This is why fisheries managers make the tough decisions, decisions based on catches, remaining stocks and other aspects of a fishery. To live up to their obligations and manage the welfare of a species, they have no choice but to turn a deaf ear to those who gripe. They must be truly guardians of the stocks.

Until a decade or two ago, there were no restrictions on many popular fish, especially in tidal and ocean waters. Hook-and-line fishermen could catch and keep as many as they wanted regardless of size. But those days are pretty much over — or soon will be. Species cannot be vulnerable to unreasonable and reckless pressure.

Give Flounder a Chance
Among vulnerable species is the flounder, one the most favored of species targeted by anglers of the Chesapeake and its larger tributaries as well as back-bay and ocean anglers down Ocean City way.

Historically, flounder were like so many fish of the ocean: no size or creel limits nor on the commercial side were they given the protection required to maintain viable stocks. But in more recent years, coastal and some state fisheries scientists and managers became concerned about obvious declining numbers of the species.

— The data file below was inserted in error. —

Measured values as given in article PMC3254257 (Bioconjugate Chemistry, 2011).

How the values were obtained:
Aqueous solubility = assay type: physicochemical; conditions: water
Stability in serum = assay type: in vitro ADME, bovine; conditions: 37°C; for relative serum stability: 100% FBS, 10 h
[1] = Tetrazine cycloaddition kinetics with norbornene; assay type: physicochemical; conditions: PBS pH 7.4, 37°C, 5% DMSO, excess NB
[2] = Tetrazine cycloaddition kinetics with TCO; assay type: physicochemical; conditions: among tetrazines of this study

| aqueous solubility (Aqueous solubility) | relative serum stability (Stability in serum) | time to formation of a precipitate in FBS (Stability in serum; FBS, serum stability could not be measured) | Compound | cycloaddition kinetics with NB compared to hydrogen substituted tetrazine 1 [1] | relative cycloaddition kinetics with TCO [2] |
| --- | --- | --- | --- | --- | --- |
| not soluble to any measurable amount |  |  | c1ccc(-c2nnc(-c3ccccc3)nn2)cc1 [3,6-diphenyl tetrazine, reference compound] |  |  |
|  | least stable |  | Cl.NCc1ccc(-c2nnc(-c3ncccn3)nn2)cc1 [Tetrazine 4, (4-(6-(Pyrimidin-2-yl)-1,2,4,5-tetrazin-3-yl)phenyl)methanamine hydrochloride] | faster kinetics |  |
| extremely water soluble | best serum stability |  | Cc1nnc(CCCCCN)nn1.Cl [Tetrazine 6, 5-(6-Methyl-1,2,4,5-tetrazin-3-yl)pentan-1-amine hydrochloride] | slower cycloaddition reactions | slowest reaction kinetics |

This was primarily the case in the ocean at first.

Flounder is referred to as poor man’s marlin, for it’s a fish that can be caught in back bays of the Ocean City and Assateague complex by fellows in their own small craft or rental rowboats. Small headboats also cater to those who want flounder. This is not to imply flounder are second-class citizens of the Chesapeake, for they’re also prized among fishermen of our Bay and its tributaries.

Who doesn’t want flounder? It can also be described as the poor man’s Dover sole, a delicious fish with firm, sweet, white flesh. Many flounder chasers claim the northern flounder, also referred to as a fluke, tastes as good as the renowned Dover sole, which isn’t cheap. Incidentally, neither is flounder any more.

As it became obvious that flounder weren’t responding to early and not very strict protective regulations, fisheries managers gradually tightened the screws, which pinched many who were accustomed to keeping just about all they could catch. After all, flounder was a prize for any table. Pollock, cod and sea bass can match it for flavor, but not for prestige.

Finally, in the past couple of years, coastal fisheries managers decided it was time to really bite the bullet. Flounder were responding to the curtailments, though not as fast as desired. It was time to take the big step: Implement strict catch limits now and hasten the recovery. The uproar was deafening.